Reported over four months, Unlocked is a three-part investigation into alternatives to juvenile incarceration–both model programs and cases that raise serious concerns. From Alameda County in San Francisco’s East Bay, to Wayne County, Michigan, Youth Radio reveals how moves away from juvenile incarceration are affecting youth and the system.
Oakland Kids Get A Raise From New Minimum Wage
March 25th, 2015 by Savannah Robinson audio
Youth Radio Podcast: Damaging Images Of Black People In Reality TV
March 11th, 2015 audio
Moving On Up, But Not Without Struggles
February 25th, 2015 by Isabella Ordaz audio
- The Hazards of Growing Up on Treasure Island: One of the Most Beautiful Places on Earth
Want To Prepare For The Next Big Quake? Ask A Teen
May 26th, 2015 by Amber Ly
Californians, Have Your Water Habits Changed?
May 26th, 2015 by Asha Richardson
In less than a month, Soraya Shockley will leave for college. The new phase of her life holds promise, and some dread.
Staffing shortages are contributing to more fighting among inmates and use of force by guards inside one juvenile hall, where budgets and overtime are on the rise.
Back in 2000, Wayne County made some major changes to its juvenile probation system, making the program more therapeutic. Before reforms in Wayne County, the recidivism rate for juveniles was about six in ten kids. Now the recidivism rate is low — holding steady at around 16 percent.
In recent years, Alameda country’s incarcerated juvenile population dropped by half. Now, instead of using detention centers that remove kids from their homes, judges are ordering young offenders into the probation system. But the system presents hidden challenges.
On this episode of the Youth Radio Podcast; A High School senior talks about what effects her depression has when applying to college.
Some residents who live on Treasure Island in the San Francisco Bay are concerned about exposure to toxins, because many areas on the island have been marked as radioactive. Young people who live there worry about potential health risks.
3,000 Stories and shows produced annually
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It all started in 2000 when my family and I migrated to America. It was our first time here. My dad had made on and off travel to make money and send it back home to us in Yemen. The plane ride was the worst experience I ever experienced as an adolescent, but knew it would all be worth it as we got one hour closer to reaching the American dream.
420 Youth served annually
Featured Raw Show
Today marks the fourth Bay Talk Friday show of the summer. We heard a diverse array of music selection from many talented artists such as Le Tigre, Avicii, Fetty Wap, and Greenday. We also highlighted recent news events, such as the shooting of a Hayward police officer, the discovery of the oldest Qur’an, and the tragic incident of…
Featured Raw Show
Youth Radio Raw is a weekly radio show produced by Bay Area youth, ages 14-18. Students work in partnership with adult professionals to learn the basics of journalism, music production, and multimedia. For photos of the show, you can go to Youth Radio’s Flickr page www.flickr.com/youthradio. Check out a live tweet of the show by…
OK, so calling people and annotating how you know everything in your story may not be the sexiest part of the job, but it is absolutely necessary. And for new reporters, the time to build your fact-checking spidey sense is NOW.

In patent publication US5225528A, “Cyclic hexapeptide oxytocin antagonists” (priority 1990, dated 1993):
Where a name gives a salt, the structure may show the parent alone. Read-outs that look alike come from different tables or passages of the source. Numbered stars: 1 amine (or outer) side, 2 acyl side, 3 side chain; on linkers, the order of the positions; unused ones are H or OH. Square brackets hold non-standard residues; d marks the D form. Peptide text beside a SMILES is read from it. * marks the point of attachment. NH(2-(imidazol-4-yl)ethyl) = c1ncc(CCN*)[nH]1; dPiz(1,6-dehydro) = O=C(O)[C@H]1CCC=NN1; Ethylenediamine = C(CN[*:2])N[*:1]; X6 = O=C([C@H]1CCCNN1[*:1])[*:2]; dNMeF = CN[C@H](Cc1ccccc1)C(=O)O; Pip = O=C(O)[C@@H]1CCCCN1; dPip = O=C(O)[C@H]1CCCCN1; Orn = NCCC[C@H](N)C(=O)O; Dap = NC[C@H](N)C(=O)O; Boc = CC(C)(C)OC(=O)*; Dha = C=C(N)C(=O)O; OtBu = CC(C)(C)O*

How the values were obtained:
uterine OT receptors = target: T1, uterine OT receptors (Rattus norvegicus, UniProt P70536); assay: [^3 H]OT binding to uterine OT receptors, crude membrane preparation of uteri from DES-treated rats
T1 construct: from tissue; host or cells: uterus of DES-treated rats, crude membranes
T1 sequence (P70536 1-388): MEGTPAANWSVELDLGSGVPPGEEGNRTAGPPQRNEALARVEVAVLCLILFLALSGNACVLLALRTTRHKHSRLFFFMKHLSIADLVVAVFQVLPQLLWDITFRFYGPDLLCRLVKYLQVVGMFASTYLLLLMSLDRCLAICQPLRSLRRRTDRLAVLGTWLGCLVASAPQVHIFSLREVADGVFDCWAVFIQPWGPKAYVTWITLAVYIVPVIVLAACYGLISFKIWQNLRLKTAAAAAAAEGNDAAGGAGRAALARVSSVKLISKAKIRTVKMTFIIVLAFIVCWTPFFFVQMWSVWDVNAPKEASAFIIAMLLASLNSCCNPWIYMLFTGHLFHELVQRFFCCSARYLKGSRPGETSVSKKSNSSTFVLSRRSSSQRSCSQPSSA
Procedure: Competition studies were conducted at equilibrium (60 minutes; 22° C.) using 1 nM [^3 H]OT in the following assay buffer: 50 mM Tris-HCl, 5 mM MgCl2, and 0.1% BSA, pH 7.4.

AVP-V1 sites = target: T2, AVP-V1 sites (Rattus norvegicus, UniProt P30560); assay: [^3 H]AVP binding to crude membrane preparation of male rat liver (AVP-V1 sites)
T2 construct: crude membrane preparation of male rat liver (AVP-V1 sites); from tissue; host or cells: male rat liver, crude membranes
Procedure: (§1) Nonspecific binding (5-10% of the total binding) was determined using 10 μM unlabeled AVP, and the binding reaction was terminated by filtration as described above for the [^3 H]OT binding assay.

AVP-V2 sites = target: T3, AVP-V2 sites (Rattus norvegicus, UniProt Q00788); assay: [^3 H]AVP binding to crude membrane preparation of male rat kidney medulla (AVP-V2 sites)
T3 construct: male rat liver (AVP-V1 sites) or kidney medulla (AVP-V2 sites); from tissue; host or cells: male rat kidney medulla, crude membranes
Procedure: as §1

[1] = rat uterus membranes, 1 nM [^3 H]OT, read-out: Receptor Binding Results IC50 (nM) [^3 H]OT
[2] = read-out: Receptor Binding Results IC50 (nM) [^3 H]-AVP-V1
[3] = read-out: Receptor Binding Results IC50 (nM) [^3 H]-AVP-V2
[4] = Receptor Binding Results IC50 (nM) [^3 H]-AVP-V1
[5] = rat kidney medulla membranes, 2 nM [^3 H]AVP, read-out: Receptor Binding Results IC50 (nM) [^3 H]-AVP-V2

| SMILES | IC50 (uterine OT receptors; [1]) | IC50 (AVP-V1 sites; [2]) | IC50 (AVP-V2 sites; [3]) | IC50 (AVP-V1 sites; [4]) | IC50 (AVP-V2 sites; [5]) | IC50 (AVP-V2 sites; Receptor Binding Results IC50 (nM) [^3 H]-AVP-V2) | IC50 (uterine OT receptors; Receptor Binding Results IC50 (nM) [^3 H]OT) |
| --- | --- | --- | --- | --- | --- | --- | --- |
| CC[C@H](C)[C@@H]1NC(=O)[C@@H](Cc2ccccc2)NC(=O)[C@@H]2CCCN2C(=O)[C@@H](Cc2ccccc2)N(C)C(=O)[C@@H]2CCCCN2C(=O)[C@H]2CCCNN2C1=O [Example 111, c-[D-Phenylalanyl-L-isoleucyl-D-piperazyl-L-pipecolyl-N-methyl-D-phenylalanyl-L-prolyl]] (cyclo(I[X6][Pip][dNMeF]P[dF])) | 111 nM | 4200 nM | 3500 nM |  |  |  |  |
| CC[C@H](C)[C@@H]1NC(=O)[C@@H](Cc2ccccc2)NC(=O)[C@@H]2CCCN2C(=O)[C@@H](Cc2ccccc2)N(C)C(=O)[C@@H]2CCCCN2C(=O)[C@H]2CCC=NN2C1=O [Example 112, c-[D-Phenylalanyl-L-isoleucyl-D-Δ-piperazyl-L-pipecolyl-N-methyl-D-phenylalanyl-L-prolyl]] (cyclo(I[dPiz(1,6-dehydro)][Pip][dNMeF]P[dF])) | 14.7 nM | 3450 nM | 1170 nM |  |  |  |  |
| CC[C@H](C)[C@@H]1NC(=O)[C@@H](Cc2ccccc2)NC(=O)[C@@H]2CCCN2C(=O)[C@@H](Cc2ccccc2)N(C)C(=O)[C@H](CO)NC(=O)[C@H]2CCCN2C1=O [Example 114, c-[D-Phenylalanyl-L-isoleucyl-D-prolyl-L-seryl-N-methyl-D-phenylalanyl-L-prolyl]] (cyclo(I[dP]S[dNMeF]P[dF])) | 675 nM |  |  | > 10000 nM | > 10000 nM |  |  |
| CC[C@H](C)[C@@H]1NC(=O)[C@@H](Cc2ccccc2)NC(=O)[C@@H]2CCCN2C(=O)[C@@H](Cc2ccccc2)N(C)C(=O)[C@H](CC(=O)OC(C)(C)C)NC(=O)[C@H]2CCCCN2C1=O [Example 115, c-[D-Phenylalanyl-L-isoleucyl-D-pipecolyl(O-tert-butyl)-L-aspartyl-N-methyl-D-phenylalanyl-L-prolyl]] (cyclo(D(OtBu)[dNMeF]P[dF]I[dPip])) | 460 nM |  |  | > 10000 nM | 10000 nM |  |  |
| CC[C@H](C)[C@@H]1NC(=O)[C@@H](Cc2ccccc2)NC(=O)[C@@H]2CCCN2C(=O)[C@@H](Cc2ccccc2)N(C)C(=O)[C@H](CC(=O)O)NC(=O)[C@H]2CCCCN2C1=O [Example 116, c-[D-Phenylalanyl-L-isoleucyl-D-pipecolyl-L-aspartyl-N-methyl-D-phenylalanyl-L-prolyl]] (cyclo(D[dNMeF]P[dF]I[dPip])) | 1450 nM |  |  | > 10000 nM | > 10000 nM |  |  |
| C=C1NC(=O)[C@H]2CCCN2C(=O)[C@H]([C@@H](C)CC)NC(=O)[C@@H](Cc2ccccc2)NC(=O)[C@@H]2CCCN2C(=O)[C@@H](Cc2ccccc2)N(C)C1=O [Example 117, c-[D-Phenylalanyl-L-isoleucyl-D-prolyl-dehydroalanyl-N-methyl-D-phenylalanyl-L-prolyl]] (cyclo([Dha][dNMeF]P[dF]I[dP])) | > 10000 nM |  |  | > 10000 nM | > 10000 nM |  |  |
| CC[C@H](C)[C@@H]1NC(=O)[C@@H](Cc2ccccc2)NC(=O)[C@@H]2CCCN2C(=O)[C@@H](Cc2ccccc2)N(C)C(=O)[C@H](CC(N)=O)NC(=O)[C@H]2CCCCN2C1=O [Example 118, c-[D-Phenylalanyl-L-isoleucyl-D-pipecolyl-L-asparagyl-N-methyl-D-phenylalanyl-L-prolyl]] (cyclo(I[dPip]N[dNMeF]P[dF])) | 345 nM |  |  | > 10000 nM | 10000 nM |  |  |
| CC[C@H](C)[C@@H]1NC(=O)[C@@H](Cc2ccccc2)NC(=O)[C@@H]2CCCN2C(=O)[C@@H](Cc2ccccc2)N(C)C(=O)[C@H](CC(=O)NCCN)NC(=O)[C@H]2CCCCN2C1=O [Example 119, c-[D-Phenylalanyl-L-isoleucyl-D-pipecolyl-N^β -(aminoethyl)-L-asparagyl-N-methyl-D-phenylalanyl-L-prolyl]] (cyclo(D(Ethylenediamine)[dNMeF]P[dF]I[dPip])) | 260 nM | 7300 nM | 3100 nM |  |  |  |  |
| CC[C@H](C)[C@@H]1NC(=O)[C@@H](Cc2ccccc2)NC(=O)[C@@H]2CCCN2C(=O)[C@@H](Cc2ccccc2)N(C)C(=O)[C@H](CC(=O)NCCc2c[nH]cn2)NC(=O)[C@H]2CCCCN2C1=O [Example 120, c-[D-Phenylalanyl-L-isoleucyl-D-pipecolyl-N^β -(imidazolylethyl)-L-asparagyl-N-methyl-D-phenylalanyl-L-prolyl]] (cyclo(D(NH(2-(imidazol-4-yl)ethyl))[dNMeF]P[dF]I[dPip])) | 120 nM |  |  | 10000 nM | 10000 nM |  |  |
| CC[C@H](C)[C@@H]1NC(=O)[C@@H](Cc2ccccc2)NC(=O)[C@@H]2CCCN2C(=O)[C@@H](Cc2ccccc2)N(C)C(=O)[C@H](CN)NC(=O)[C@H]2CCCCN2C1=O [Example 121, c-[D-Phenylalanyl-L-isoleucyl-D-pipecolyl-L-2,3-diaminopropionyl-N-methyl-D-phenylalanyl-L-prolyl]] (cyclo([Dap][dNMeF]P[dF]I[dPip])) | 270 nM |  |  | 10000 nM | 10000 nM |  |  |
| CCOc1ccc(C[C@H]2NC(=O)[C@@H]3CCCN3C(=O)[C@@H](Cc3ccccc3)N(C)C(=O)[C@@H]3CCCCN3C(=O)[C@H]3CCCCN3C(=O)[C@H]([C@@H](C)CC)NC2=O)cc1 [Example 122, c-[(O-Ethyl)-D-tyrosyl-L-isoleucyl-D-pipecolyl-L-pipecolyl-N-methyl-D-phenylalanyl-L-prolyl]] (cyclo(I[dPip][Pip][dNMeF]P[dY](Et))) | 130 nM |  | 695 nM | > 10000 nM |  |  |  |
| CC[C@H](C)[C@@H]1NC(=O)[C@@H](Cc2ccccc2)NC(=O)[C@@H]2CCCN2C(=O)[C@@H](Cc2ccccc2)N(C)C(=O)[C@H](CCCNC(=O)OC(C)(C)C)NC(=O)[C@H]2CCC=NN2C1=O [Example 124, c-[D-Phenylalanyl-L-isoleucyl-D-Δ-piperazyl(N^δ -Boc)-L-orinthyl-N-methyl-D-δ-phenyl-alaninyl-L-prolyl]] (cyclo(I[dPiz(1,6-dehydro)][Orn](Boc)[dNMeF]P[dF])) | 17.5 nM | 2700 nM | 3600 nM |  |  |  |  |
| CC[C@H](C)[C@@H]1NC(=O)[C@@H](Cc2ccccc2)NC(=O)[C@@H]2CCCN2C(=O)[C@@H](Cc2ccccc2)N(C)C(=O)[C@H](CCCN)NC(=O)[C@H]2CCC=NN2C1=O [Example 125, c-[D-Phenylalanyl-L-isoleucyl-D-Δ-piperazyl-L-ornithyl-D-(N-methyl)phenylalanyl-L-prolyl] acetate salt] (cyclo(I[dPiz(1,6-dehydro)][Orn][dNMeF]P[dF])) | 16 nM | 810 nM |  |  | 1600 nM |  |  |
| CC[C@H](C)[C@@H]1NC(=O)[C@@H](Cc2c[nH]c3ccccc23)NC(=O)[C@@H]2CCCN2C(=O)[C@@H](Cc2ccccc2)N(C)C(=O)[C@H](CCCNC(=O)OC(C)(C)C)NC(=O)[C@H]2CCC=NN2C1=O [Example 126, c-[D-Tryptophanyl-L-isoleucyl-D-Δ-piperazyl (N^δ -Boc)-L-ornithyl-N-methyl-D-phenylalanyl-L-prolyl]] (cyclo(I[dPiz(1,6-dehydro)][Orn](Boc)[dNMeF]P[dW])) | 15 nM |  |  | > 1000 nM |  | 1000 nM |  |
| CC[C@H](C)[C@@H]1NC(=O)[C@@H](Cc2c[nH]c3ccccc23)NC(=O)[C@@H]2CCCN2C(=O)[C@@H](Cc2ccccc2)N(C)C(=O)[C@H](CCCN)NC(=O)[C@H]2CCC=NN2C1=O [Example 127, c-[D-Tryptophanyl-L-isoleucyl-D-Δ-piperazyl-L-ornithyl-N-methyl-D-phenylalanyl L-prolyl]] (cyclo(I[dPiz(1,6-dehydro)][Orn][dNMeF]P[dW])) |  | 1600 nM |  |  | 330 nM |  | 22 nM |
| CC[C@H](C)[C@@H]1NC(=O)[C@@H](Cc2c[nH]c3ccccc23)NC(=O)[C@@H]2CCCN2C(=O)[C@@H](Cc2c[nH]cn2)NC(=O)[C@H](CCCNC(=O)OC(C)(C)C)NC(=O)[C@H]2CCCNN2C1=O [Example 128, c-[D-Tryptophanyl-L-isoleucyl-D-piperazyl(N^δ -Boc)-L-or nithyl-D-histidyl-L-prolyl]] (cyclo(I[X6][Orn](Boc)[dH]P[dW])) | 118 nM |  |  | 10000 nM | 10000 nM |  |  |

Interviewing is more than a skill — it’s an art. We’ve compiled a few activities and handouts to guide you through the basics of interviewing.
Don’t consider yourself an expert coder? That shouldn’t stop you from giving this lesson a try. It’s designed for intermediate users of MIT App Inventor, a tool that allows people with little-to-no programming experience to build apps for Android devices. Using this tutorial, you’ll create a mobile app that combines three components: an audio player,…
Want to win your next (or first) hackathon? Check out these seven tips and three activities to help you and your students build their pitching skills, confidence and communication for STEM success.
You’ve got an idea for a great story… or at least you think it’s a great story. Now you need to convince your editor/teacher why this story needs to get made, and why you’re the right reporter for the job. So what goes into a good pitch? How much research do you need to do before you make your pitch? We’ve put together some of tips of the trade on putting together the best pitch for your story idea.
SOUND IS EVERYWHERE. From the moment we wake up to when we go to sleep, our days are filled with noise. Even so-called “silence” is actually full of sound — the hum of an air conditioner, the distant rush of traffic, the whoosh of our own breath. By collecting and weaving together high quality recordings…
In this interactive, you’ll explore the stories behind 13 objects that police officers have mistaken for guns. The cases you’re about to see vary in circumstance and outcome, but each ended with someone getting shot.
Youth Radio’s Tylyn Hardamon, a member of the newsroom’s youth team, and journalism teacher and producer Teresa Chin sat down together to come up with a lesson plan for how educators can facilitate a productive conversation about race, police and violence, grounded in a collection of stories created by Youth Radio’s reporters and commentators.
Radio commentaries offer an opportunity for young people to express their opinion on an issue of their choice and to become effective communicators. This toolkit includes all the examples, lesson plans and handouts you’ll need to help your students develop their first commentary (plus tips on how to pitch us at Youth Radio)
97% High school graduation rate